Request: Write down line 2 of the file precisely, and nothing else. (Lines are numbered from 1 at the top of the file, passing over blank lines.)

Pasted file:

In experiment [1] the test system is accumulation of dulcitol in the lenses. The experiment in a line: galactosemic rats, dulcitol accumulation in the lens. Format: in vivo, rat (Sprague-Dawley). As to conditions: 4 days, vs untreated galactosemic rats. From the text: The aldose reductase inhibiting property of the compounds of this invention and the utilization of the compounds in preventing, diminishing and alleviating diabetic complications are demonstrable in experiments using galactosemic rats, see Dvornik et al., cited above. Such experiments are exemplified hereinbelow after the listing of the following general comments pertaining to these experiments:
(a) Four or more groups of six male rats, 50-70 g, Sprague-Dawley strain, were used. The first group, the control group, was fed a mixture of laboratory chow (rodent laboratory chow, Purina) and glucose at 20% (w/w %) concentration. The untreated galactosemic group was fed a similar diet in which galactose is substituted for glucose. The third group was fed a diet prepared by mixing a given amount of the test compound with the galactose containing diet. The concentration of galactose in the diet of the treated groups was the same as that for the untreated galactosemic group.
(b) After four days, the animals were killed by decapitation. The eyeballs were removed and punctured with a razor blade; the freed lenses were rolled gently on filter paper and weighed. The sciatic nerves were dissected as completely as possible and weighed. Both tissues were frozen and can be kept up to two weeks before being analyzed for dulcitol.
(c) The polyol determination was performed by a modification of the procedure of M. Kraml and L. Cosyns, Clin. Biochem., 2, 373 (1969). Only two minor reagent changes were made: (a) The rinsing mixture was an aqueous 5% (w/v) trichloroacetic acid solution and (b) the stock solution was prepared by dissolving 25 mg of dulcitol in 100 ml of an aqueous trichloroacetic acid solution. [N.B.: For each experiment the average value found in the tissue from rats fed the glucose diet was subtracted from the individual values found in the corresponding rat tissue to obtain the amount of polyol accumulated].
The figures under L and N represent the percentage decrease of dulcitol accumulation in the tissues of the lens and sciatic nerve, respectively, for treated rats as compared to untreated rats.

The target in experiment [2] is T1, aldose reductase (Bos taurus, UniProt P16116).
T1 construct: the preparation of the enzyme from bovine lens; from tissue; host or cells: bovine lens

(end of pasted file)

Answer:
(a) Four or more groups of six male rats, 50-70 g, Sprague-Dawley strain, were used. The first group, the control group, was fed a mixture of laboratory chow (rodent laboratory chow, Purina) and glucose at 20% (w/w %) concentration. The untreated galactosemic group was fed a similar diet in which galactose is substituted for glucose. The third group was fed a diet prepared by mixing a given amount of the test compound with the galactose containing diet. The concentration of galactose in the diet of the treated groups was the same as that for the untreated galactosemic group.